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Am J Clin Nutr. 2016 Apr;103(4):1033-44. doi: 10.3945/ajcn.115.120873. Epub 2016 Feb 10.

Vitamin D deficiency in Europe: pandemic?

Author information

1
Cork Centre for Vitamin D and Nutrition Research, School of Food and Nutritional Sciences, Department of Medicine, and k.cashman@ucc.ie.
2
Cork Centre for Vitamin D and Nutrition Research, School of Food and Nutritional Sciences.
3
ImFINE Research Group, Department of Health and Human Performance, Technical University of Madrid, Madrid, Spain; CIBER: CB12/03/30038 Fisiopatología de la Obesidad y la Nutrición, CIBERobn, Instituto de Salud Carlos III, Madrid, Spain;
4
ImFINE Research Group, Department of Health and Human Performance, Technical University of Madrid, Madrid, Spain;
5
Department of Public Health, Ghent University, Ghent, Belgium;
6
Growth, Exercise, Nutrition and Development Research Group, Faculty of Health Sciences, University of Zaragoza, Zaragoza, Spain;
7
Department of Nutrition, Exercise and Sports, Faculty of Science, University of Copenhagen, Frederiksberg C, Denmark;
8
Tromsø Endocrine Research Group, Department of Clinical Medicine, UiT The Arctic University of Norway, Tromsø, Norway;
9
Department of Nutrition and Dietetics, Harokopio University, Athens, Greece;
10
Department of Epidemiology and Health Monitoring, Robert Koch-Institut, Berlin, Germany;
11
Medical Research Council Human Nutrition Research Unit, Elsie Widdowson Laboratory, Cambridge, United Kingdom;
12
Department of Epidemiology and Biostatistics, EMGO Institute for Health and Care Research.
13
Department of General Practice & Elderly Care Medicine, and.
14
Division of Endocrinology and Metabolism, Department of Internal Medicine, Medical University of Graz, Graz, Austria;
15
Department of Internal Medicine, Section of Endocrinology, Vrije Universiteit University Medical Center, Amsterdam, Netherlands;
16
Icelandic Heart Association, Kopavogur, Iceland;
17
Icelandic Heart Association, Kopavogur, Iceland; University of Iceland, Reykjavik, Iceland;
18
Division of Epidemiology and Clinical Applications, National Eye Institute and.
19
Department of Health, Functional Capacity and Welfare and Department of Chronic Disease Prevention, National Institute for Health and Welfare, Helsinki, Finland;
20
Department of Food and Environmental Sciences, Helsinki University, Helsinki, Finland; and.
21
Department of Public Health Sciences, Loyola University Stritch School of Medicine, Chicago, IL.
22
Office of Dietary Supplements, NIH, Bethesda, MD;
23
Cork Centre for Vitamin D and Nutrition Research, School of Food and Nutritional Sciences, Irish Centre for Fetal and Neonatal Translational Research, University College Cork, Cork, Ireland;

Abstract

BACKGROUND:

Vitamin D deficiency has been described as being pandemic, but serum 25-hydroxyvitamin D [25(OH)D] distribution data for the European Union are of very variable quality. The NIH-led international Vitamin D Standardization Program (VDSP) has developed protocols for standardizing existing 25(OH)D values from national health/nutrition surveys.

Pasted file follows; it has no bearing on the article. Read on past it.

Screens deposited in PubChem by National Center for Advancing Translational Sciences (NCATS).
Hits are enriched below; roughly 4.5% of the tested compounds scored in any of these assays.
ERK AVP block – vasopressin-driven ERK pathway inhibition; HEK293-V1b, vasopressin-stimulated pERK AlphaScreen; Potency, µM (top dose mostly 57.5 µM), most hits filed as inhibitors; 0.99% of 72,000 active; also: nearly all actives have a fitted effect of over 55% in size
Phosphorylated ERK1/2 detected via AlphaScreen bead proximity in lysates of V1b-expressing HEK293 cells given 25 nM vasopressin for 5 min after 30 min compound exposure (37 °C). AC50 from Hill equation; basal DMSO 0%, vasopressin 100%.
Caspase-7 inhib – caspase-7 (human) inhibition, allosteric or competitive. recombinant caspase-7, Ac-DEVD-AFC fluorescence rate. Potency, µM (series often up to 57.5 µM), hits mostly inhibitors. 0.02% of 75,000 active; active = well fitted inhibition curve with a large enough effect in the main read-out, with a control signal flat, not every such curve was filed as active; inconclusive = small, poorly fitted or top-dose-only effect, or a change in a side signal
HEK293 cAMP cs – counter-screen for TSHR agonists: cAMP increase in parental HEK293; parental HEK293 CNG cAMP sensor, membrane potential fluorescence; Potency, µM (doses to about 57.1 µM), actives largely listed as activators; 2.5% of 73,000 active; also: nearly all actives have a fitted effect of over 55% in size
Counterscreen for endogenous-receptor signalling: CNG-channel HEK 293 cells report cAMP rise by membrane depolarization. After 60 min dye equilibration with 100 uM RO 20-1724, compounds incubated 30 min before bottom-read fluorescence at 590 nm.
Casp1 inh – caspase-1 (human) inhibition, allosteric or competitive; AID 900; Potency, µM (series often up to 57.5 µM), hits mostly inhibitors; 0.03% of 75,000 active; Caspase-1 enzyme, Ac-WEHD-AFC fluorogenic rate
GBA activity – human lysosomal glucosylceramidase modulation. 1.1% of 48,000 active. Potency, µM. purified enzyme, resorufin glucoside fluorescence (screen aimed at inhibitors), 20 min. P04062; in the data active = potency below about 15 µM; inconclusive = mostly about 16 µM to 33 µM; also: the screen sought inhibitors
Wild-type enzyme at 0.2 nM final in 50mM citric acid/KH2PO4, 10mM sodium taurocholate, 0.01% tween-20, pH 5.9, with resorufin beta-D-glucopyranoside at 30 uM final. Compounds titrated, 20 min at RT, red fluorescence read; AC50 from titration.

OBJECTIVE:

This study applied VDSP protocols to serum 25(OH)D data from representative childhood/teenage and adult/older adult European populations, representing a sizable geographical footprint, to better quantify the prevalence of vitamin D deficiency in Europe.

DESIGN:

The VDSP protocols were applied in 14 population studies [reanalysis of subsets of serum 25(OH)D in 11 studies and complete analysis of all samples from 3 studies that had not previously measured it] by using certified liquid chromatography-tandem mass spectrometry on biobanked sera. These data were combined with standardized serum 25(OH)D data from 4 previously standardized studies (for a total n= 55,844). Prevalence estimates of vitamin D deficiency [using various serum 25(OH)D thresholds] were generated on the basis of standardized 25(OH)D data.

RESULTS:

An overall pooled estimate, irrespective of age group, ethnic mix, and latitude of study populations, showed that 13.0% of the 55,844 European individuals had serum 25(OH)D concentrations <30 nmol/L on average in the year, with 17.7% and 8.3% in those sampled during the extended winter (October-March) and summer (April-November) periods, respectively. According to an alternate suggested definition of vitamin D deficiency (<50 nmol/L), the prevalence was 40.4%. Dark-skinned ethnic subgroups had much higher (3- to 71-fold) prevalence of serum 25(OH)D <30 nmol/L than did white populations.

CONCLUSIONS:

Vitamin D deficiency is evident throughout the European population at prevalence rates that are concerning and that require action from a public health perspective. What direction these strategies take will depend on European policy but should aim to ensure vitamin D intakes that are protective against vitamin D deficiency in the majority of the European population.

KEYWORDS:

25(OH)D; Europe; prevalence; standardized; vitamin D deficiency

PMID:
26864360
PMCID:
PMC5527850
DOI:
10.3945/ajcn.115.120873
[Indexed for MEDLINE]
Free PMC Article

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